Are You Obeying (Judges 8)


First off let me say, I spent way too much time thinking on yesterday’s chapter. It got to the point I ran out of time in my day and here we are missing a post. We will see if I can get Judges 9 out later today. But here we go with Judges 8!

In yesterday’s chapter, we saw Gideon continuing on against the Midianites. This time he was following after their kings, Zebah and Zalmunna. While chasing them down, Gideon stopped at two different cities, Succoth and Peniel, to ask for provisions for himself and his men. Both cities refused, thus aligning themselves against Israel and with the Midianites. Gideon promised them, after he catches Zebah and Zalmunna, he would return to their cities and punish them for their betrayal. After all of these events finish, Gideon retires back to his home as a very rich man and a trusted leader for the Israelites. They even asked him to become their king (foreshadowing what happens in 1 Samuel), but Gideon tells them, “I will not rule over you, nor will my son. The Lord will rule over you!” (8:23, NLT).

The thing that had gotten me thinking was the refusal of the people of Succoth and Peniel to cooperate with Gideon and his army. Both of these cities were Israelite cities, not some foreign city, but they chose to abandon their people and their God in order to appease their oppressors. What did God do about this? He had Gideon punish the people of Succoth with “thorns and briers from the wilderness” (8:16) and tear down the fortress of Peniel.

But this is where I struggled with this post. What does this mean for us today? I think this is here to teach us not to go against the wishes of God. Maybe the people didn’t have to provisions that Gideon was asking for. Maybe they feared for their lives if the Medianites won against Gideon. Who knows? But God lead Gideon to them for a reason. It reminds me of another story where a similar situation happened, but something totally different occurred.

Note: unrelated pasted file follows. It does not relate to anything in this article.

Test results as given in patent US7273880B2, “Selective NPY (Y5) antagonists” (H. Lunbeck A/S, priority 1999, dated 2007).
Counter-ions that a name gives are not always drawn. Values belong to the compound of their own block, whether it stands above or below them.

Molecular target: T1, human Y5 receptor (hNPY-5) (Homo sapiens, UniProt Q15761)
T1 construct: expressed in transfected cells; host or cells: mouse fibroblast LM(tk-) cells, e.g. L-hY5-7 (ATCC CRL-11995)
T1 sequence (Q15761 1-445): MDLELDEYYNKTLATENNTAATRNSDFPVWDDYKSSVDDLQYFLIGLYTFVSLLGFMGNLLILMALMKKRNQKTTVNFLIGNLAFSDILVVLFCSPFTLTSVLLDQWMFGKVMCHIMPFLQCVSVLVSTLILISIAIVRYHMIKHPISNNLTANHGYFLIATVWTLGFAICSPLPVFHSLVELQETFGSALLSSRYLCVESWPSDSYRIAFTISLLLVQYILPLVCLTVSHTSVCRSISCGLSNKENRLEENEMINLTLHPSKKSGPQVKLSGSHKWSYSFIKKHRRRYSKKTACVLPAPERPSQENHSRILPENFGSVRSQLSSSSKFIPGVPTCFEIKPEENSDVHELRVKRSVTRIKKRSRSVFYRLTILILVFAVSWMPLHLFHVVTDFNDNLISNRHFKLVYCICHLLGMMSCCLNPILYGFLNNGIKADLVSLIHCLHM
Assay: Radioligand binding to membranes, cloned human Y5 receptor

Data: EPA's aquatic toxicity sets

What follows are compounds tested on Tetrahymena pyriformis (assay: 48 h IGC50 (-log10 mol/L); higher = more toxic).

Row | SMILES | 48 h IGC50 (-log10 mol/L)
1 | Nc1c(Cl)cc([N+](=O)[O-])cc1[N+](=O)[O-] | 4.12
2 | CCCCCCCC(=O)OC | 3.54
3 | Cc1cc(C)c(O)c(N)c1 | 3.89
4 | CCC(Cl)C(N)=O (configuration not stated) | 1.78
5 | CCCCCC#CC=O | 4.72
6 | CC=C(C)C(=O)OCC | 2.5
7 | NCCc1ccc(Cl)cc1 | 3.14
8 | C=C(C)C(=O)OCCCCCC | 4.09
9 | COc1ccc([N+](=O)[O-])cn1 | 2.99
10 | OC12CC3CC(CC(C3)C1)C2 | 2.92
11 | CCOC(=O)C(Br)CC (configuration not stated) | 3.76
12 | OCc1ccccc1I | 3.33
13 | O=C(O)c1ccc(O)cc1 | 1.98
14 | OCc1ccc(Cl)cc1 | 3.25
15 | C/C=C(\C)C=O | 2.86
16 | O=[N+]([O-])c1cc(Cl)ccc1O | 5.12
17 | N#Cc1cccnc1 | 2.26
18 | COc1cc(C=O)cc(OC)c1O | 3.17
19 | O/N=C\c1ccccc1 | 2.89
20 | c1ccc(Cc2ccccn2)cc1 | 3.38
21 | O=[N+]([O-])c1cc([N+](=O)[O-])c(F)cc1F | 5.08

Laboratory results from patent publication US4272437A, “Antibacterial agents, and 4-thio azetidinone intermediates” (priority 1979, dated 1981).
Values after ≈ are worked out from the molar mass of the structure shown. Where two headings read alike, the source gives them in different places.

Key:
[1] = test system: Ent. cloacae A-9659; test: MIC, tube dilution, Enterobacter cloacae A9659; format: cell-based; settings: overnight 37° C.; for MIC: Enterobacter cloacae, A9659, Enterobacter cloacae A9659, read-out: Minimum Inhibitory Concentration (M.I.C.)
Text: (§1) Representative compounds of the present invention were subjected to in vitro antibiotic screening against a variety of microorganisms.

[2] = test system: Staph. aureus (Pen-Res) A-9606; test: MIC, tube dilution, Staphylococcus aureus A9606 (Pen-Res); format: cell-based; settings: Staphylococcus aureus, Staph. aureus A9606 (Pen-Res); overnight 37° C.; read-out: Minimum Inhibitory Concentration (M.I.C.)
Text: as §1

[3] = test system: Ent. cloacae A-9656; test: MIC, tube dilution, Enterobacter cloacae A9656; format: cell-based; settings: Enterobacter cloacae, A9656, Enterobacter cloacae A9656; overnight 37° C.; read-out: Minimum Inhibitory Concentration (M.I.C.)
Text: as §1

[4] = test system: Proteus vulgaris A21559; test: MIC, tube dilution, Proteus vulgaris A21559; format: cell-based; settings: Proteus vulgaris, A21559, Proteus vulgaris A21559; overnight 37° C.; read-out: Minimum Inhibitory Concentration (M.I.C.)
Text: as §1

In 1 Kings 17, the prophet Elijah is living through a drought. God has been providing for him by sustaining a brook and having ravens bring him food. One day the brook dries up, so God sends Elijah to Zarephath to a widow and her son. Elijah asks for a drink and some bread. The woman replies “As the Lord your God lives, I have no bread, only a handful of flour in the bowl and a little oil in the jar; and behold, I am gathering a few sticks that I may go in and prepare for me and my son, that we may eat it and die.” (1 Kings 17:12, NASB). But Elijah insists that she make him bread first, then herself and son second. When she did this, her flour and oil did not run out for days!

God puts us in situations where we can either obey Him and be blessed, or disobey and be punished. Sometimes the punishment is like the ones we find here in Judges, sometimes its by living without the blessing God was about to give you. The widow could have refused Elijah and made bread for only her and her son since they had nothing, but instead she obeyed and was blessed with more than she needed.

What is God calling you to do? Are you obeying or not? Spend some time in prayer with me today as we try to figure out if we are doing what God is calling us to do. We have to be open to His guidance no matter what it may be. He may ask us to give up what little we have, but it’s only to bless us with abundance. Trust in Him! He knows what He is doing.


Also in this series

Worship in Silence


So I was listening to some music this morning while thinking about worship. I was trying to think up some new ideas for the ministry, listening for some new music, I just trying to spend some time with God before I started my day. A thought crossed my mind that hadn’t crossed it for a while.

As a worship leader/planner, I am supposed to get our Sunday morning worship put together. I have to get the band ready. I have to get the projection put together. Basically I have to account for each moment and everything that goes into it for the whole worship service. Then I have to lead people through it. But what about the silence? Should there be silence? Should we intentionally give a moment of silence in worship?